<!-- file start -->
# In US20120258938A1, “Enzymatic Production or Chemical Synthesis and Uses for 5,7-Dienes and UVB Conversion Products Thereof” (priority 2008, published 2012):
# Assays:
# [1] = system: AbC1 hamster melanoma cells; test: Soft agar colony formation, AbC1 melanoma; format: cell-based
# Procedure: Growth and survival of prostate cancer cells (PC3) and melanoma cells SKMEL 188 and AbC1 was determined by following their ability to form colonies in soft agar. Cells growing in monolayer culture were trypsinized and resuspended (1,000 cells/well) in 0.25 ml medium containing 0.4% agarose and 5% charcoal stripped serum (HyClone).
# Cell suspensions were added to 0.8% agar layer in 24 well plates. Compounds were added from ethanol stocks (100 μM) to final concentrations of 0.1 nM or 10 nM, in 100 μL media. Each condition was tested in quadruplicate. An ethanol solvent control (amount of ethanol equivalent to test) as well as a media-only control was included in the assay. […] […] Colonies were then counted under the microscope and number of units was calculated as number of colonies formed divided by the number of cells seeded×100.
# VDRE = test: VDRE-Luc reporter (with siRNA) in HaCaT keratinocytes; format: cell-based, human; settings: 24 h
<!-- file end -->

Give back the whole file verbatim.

# In US20120258938A1, “Enzymatic Production or Chemical Synthesis and Uses for 5,7-Dienes and UVB Conversion Products Thereof” (priority 2008, published 2012):
# Assays:
# [1] = system: AbC1 hamster melanoma cells; test: Soft agar colony formation, AbC1 melanoma; format: cell-based
# Procedure: Growth and survival of prostate cancer cells (PC3) and melanoma cells SKMEL 188 and AbC1 was determined by following their ability to form colonies in soft agar. Cells growing in monolayer culture were trypsinized and resuspended (1,000 cells/well) in 0.25 ml medium containing 0.4% agarose and 5% charcoal stripped serum (HyClone).
# Cell suspensions were added to 0.8% agar layer in 24 well plates. Compounds were added from ethanol stocks (100 μM) to final concentrations of 0.1 nM or 10 nM, in 100 μL media. Each condition was tested in quadruplicate. An ethanol solvent control (amount of ethanol equivalent to test) as well as a media-only control was included in the assay. […] […] Colonies were then counted under the microscope and number of units was calculated as number of colonies formed divided by the number of cells seeded×100.
# VDRE = test: VDRE-Luc reporter (with siRNA) in HaCaT keratinocytes; format: cell-based, human; settings: 24 h